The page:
Greater integration of renewable energy sources constitutes a key priority for successfully achieving agreed-upon climate goal targets. Nuclear phase out, decentralization of supply, liberalization, digital technological innovations, and the sharing economy are only some of the key issues that the energy industry is facing in the coming decade.
Notwithstanding some of the associated challenges, a number of tremendous opportunities are also arising, and success can be achieved by introducing radically new business models. We are entering a period of so-called ‘platform revolution’: Platforms connect buyers and sellers in a virtual marketplace. Given the successful growth of platforms like Uber and Airbnb, it is difficult to ignore their disruptive potential for incumbent industries.
This study uncovers the drivers of and barriers to developing platform solutions in the electricity market, notably ‘local electricity markets’. In local electricity markets, customers are empowered. They are connected through platforms. They actively participate in the marketplace by selling excess electricity that is produced locally using their own renewable sources, and by buying electricity that is locally produced.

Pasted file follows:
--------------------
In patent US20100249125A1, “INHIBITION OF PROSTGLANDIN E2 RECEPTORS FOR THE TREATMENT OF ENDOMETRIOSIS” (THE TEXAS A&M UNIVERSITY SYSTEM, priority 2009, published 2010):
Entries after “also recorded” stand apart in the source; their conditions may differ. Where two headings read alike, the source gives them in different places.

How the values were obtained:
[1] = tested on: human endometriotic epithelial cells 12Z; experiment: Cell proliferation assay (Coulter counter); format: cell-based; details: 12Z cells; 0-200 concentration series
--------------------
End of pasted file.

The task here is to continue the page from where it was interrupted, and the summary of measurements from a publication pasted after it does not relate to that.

Consumers thus have the opportunity not only to consume, but also to produce electricity and to sell it in local markets, thereby, becoming prosumers!
Local electricity markets constitute one of the most radical transformations, as they involve integrating renewable energy and selling it at the source. The agenda for empowering consumers and prosumers in such a local marketplace is long and challenging. It requires an adjustment of product and service offerings to better reflect existing and prospective consumer and prosumer needs.
Putting existing and prospective consumers and prosumers center-stage is a critical step, if local electricity markets are to be a successful, forward-looking and sustainable solution. We firmly believe that the insights gained from this survey - which was conducted in four countries (Switzerland, Norway, Spain and Germany) - can be shared and acted upon by industry participants, consultants and citizens.
The study was conducted by team members of the University of St. Gallen’s Good Energies Chair for Management of renewable energies, within the scope of the EU Horizon 2020 EMPOWER project (www.empowerh2020.eu).